A great deal of research effort is focused on accelerating the development of 193-nm immersion lithography because
it appears to be the most suitable lithographic solution available for 65-nm-and-below semiconductor devices.
To realize a 193-nm immersion process, we must find ways to detect and analyze immersion specific defects, and
then establish processes that let us avoid such defects.
In this paper, we examine immersion specific defects and ways to detect and eliminate them in production processes.
Through comparison of dry exposure and immersion exposure processes, we have found that "bridges" and
"water-marks" are the most significant immersion specific defects using current developable top-coats. Although we
confirmed that the current solvent-removable top-coat process is better for avoiding immersion specific defects, we also
found that the defect density with a developable top-coat was still low enough for volume production.
We also investigated the causes of immersion specific defects and hypothesized that DI water permeation and the
local topology of the top-coat play an important role in the generation of immersion specific defects. To test whether this
was so, we evaluated the change in the top-coat film thickness by the quartz crystal microbalance technique. We
confirmed that top-coat swelling caused by water permeation into the top-coat film is a major cause of immersion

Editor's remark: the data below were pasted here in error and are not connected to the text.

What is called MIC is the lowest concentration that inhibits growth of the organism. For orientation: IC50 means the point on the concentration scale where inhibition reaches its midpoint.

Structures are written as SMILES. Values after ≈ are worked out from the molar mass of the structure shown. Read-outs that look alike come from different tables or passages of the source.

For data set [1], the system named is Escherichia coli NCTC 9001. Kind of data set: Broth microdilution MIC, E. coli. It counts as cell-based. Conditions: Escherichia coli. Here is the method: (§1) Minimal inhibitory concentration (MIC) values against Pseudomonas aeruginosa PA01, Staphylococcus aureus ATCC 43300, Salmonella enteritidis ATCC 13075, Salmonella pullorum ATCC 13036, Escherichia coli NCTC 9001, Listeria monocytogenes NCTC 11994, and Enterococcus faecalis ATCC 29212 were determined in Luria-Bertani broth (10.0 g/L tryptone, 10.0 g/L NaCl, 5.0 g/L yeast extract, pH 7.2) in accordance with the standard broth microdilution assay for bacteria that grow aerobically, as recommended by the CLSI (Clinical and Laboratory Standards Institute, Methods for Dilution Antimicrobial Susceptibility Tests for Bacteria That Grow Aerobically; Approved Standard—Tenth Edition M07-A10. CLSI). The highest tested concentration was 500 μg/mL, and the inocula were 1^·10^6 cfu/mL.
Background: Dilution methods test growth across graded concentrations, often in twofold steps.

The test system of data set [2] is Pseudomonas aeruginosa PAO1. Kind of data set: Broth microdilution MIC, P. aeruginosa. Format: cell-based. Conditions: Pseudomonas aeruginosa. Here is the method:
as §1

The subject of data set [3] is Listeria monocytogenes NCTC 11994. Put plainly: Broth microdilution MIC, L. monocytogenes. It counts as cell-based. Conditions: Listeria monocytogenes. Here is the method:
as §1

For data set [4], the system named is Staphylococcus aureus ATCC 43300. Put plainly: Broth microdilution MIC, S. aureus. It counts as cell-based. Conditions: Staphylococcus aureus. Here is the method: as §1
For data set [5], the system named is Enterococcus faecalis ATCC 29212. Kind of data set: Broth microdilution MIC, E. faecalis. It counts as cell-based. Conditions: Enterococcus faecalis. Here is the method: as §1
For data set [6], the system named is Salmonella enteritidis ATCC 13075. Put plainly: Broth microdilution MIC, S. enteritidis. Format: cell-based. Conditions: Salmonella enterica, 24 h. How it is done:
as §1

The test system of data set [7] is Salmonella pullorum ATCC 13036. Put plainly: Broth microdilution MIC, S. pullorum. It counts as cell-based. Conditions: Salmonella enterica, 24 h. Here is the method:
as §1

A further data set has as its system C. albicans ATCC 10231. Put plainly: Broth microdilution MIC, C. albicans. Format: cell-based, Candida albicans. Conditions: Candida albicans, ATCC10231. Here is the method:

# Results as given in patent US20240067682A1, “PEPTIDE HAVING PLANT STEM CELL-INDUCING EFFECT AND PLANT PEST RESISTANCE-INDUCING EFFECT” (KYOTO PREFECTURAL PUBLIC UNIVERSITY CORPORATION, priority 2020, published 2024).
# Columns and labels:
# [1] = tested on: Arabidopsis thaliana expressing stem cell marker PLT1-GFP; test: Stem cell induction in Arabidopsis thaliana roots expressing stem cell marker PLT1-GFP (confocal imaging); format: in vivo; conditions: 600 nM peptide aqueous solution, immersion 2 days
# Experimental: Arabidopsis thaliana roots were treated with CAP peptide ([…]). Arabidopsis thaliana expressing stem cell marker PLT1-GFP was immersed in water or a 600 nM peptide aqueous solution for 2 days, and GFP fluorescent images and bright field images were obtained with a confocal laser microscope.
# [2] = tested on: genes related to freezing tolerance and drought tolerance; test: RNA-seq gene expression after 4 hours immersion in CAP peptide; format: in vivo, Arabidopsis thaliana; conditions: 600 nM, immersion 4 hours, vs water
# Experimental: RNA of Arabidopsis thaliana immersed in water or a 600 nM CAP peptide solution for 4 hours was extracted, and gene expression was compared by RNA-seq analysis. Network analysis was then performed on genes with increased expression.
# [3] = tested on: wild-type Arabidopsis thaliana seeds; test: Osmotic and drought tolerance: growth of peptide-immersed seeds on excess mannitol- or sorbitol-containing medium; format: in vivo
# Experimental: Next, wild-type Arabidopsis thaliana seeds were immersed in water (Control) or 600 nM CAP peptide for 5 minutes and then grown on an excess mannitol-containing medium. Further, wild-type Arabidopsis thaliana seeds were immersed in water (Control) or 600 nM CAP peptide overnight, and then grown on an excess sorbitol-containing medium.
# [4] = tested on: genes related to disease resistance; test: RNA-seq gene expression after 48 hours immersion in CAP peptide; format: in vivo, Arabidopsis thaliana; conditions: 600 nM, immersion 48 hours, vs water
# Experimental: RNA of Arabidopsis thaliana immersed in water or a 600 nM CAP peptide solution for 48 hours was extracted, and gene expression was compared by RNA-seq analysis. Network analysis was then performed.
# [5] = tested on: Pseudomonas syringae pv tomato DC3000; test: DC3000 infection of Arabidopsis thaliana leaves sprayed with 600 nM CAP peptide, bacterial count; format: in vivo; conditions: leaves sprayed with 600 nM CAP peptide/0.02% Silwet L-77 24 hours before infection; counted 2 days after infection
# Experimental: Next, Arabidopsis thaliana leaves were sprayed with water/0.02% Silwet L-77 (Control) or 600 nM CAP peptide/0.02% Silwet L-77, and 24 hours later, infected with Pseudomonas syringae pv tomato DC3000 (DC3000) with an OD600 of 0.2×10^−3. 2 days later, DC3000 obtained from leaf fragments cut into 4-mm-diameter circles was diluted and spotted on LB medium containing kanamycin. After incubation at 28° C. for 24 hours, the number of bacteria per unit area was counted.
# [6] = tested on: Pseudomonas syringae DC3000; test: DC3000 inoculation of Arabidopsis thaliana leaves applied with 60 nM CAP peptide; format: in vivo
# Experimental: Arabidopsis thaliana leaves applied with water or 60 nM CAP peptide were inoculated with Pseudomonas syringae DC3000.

193-nm immersion lithography using water as the immersion fluid is the most promising technology candidate for achieving the 45nm HP node. We have been developing a high NA immersion exposure tool through collaboration with several companies in the industry. This paper presents the results we have obtained on various aspects of immersion exposure system development, and discusses the latest status on the issues that have been explored. In immersion lithography, leaching from resist raises concerns about lens contamination. Using a lens contamination test setup, we examined deposition that is formed on the lens surface when irradiated with a laser. It is estimated from the results that no contamination due to PAG will occur in the exposed area. The test results will be shown in detail. Using our immersion system, no defects have been found so far that are identified as bubble-induced. Therefore, we intentionally obtained bubble-induced defects by introducing micro bubbles into the immersion liquid. The findings will be discussed in this paper. Also, we established our "Immersion Evaluation Laboratory" to facilitate evaluation of all aspects of the immersion lithography process. The laboratory is equipped with (1) 193nm immersion scanner, FPA-6000AS4i with NA 0.85 and a 300mm wafer stage capable of 500mm/s scanning, (2) coater/developer, (3) defect inspection system and (4) SEM. We have performed full-wafer exposure tests using the AS4i, the result of which will be also presented.